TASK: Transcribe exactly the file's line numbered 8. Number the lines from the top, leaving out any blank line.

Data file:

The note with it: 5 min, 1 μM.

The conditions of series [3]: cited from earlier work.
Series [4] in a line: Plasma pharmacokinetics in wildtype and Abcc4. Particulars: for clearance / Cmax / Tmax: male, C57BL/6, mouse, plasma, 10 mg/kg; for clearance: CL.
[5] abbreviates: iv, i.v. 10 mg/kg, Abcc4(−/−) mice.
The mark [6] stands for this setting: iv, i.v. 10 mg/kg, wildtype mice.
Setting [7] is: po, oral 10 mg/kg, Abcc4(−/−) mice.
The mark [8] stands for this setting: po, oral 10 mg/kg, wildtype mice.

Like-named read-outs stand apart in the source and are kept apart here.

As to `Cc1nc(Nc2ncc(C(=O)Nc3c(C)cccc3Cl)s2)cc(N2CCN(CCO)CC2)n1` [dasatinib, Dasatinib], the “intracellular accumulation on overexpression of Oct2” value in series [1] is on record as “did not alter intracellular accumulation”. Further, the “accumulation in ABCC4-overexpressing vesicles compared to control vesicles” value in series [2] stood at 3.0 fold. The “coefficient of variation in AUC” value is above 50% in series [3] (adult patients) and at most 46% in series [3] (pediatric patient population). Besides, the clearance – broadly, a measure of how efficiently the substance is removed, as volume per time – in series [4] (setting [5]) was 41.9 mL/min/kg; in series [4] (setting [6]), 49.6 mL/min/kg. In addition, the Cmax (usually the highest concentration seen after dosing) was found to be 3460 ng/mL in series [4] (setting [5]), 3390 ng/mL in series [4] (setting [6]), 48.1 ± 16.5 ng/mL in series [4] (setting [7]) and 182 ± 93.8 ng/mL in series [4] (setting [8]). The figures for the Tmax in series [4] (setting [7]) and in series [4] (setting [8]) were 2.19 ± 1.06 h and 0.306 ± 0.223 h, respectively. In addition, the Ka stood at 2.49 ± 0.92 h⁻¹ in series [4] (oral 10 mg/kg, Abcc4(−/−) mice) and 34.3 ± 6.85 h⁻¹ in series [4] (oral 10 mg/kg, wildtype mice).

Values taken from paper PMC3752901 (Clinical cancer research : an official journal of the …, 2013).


Like-named read-outs stand apart in the source and are kept apart here.